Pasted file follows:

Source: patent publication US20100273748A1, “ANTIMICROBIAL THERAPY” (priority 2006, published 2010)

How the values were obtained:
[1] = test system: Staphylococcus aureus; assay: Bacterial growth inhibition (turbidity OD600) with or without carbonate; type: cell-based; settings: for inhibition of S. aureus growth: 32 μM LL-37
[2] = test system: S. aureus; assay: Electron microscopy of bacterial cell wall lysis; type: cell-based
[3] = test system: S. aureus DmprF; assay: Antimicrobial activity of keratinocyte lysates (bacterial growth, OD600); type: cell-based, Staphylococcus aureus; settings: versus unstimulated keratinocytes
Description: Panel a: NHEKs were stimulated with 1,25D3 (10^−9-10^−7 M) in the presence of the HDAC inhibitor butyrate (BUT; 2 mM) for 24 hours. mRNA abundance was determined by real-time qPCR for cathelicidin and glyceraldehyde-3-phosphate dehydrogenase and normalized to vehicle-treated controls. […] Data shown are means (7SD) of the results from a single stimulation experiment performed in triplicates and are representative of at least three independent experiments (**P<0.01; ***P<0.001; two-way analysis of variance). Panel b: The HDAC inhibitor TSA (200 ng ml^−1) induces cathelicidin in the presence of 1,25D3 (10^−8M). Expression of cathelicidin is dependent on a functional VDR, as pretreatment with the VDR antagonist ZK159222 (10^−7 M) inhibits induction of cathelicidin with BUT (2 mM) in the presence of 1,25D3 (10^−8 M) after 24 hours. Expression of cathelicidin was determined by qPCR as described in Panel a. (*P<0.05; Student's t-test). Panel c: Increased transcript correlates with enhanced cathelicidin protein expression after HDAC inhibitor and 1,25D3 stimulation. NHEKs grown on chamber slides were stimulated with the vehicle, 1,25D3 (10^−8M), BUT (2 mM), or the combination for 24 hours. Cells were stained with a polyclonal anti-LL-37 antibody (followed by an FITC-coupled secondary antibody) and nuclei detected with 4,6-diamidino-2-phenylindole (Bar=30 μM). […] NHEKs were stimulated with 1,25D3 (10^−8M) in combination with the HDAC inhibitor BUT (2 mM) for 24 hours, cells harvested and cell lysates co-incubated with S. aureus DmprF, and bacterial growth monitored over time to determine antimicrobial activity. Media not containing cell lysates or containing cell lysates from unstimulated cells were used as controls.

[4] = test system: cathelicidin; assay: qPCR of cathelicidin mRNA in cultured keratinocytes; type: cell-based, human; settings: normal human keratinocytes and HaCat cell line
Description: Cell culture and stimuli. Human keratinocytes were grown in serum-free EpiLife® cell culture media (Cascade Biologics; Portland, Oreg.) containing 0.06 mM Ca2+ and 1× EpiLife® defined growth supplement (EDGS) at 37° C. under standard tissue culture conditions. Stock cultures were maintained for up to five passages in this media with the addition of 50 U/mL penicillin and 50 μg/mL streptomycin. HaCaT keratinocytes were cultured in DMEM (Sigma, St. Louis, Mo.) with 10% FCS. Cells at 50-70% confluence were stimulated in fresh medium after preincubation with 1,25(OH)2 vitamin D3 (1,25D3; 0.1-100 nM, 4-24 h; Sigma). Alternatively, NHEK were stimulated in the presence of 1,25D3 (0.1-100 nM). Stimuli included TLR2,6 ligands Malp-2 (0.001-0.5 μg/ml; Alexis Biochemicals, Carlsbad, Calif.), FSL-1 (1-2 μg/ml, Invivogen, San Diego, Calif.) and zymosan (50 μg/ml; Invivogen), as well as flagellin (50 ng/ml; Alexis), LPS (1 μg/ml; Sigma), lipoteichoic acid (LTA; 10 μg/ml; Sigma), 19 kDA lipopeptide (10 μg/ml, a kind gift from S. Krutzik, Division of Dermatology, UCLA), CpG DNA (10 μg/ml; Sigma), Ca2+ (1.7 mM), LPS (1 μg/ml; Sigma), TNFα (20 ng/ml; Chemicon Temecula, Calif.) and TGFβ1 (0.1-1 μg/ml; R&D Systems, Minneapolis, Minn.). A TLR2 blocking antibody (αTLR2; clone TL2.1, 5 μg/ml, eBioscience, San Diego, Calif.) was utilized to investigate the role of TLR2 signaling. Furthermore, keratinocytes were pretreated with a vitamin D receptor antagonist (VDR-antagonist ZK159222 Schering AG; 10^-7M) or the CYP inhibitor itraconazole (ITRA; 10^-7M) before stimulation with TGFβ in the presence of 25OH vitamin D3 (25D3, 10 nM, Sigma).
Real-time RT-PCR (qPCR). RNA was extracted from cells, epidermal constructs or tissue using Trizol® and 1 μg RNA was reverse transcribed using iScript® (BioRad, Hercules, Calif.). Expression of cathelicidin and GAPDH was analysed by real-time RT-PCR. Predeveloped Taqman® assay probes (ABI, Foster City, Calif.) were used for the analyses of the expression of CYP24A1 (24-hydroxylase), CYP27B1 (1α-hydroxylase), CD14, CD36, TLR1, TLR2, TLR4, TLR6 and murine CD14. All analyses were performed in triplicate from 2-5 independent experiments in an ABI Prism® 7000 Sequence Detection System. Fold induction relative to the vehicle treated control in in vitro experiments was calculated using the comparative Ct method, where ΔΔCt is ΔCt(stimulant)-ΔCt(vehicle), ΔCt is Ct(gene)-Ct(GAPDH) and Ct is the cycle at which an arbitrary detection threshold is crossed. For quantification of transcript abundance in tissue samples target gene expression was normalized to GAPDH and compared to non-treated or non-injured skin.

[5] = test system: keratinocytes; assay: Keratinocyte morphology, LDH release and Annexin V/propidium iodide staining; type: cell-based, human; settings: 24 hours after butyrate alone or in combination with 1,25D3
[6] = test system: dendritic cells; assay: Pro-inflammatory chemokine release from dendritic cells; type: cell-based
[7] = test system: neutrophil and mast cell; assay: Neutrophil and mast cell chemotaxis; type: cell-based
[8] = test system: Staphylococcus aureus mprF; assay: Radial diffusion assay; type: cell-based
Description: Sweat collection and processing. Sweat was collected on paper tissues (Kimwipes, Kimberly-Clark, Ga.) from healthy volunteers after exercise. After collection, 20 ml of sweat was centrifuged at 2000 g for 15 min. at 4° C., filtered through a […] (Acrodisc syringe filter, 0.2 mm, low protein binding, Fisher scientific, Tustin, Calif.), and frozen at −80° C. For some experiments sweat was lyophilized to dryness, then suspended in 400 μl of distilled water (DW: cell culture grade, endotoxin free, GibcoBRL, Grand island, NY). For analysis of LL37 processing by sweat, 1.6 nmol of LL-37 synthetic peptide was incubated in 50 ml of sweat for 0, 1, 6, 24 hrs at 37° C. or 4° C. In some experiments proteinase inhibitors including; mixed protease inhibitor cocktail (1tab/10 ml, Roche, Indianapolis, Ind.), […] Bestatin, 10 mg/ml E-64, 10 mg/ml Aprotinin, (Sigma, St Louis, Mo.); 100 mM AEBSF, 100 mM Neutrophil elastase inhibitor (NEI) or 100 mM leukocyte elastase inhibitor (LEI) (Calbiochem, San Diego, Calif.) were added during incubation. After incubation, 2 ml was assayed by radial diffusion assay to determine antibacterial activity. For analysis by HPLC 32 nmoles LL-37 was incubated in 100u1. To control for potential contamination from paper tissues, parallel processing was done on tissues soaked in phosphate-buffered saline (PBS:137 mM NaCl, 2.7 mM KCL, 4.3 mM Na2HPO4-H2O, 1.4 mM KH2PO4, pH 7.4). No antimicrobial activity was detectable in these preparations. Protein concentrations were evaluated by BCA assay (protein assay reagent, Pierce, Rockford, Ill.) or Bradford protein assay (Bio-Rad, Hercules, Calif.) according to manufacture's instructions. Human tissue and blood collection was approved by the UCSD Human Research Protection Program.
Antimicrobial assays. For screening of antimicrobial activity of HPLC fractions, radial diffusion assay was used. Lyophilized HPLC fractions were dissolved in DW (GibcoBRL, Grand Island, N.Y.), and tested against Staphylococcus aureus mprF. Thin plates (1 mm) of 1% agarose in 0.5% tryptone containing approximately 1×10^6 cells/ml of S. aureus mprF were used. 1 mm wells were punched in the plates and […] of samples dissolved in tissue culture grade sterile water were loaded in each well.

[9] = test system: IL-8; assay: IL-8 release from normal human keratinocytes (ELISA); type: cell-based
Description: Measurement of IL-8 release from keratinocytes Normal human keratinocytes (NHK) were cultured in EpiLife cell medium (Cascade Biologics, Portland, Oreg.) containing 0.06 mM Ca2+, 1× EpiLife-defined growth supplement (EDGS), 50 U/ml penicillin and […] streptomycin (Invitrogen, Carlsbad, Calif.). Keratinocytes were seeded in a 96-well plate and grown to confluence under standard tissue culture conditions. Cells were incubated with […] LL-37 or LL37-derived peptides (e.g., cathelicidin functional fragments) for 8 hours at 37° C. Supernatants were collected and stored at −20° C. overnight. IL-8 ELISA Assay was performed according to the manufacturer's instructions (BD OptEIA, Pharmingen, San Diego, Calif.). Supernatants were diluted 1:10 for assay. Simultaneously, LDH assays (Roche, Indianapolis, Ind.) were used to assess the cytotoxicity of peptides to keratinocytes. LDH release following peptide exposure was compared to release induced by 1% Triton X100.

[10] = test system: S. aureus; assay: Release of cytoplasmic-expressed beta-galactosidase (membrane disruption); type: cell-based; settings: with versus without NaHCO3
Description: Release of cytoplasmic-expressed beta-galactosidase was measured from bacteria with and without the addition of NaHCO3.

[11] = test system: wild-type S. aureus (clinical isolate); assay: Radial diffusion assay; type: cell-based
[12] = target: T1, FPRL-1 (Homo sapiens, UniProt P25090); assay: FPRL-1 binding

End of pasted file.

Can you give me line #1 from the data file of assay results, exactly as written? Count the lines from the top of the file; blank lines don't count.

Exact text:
Source: patent publication US20100273748A1, “ANTIMICROBIAL THERAPY” (priority 2006, published 2010)